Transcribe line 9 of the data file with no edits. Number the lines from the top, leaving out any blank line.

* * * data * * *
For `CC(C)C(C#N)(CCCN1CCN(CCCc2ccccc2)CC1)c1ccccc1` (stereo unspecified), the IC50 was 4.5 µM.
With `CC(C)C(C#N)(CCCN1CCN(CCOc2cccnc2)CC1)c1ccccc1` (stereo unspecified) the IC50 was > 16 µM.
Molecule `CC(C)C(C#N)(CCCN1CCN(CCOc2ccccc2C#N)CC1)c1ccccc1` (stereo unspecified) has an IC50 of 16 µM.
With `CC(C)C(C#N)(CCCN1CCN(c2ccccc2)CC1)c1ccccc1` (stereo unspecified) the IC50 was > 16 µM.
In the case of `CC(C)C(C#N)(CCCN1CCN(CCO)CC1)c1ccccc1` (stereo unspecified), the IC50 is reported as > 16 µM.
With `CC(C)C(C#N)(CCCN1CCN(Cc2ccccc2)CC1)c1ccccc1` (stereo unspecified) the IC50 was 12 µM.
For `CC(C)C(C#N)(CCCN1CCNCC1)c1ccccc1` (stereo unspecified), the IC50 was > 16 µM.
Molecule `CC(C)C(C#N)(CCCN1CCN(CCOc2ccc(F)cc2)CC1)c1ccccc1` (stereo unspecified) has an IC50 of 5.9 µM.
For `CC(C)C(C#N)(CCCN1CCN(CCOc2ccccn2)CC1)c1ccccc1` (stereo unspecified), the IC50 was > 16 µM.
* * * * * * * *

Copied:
For `CC(C)C(C#N)(CCCN1CCN(CCOc2ccccn2)CC1)c1ccccc1` (stereo unspecified), the IC50 was > 16 µM.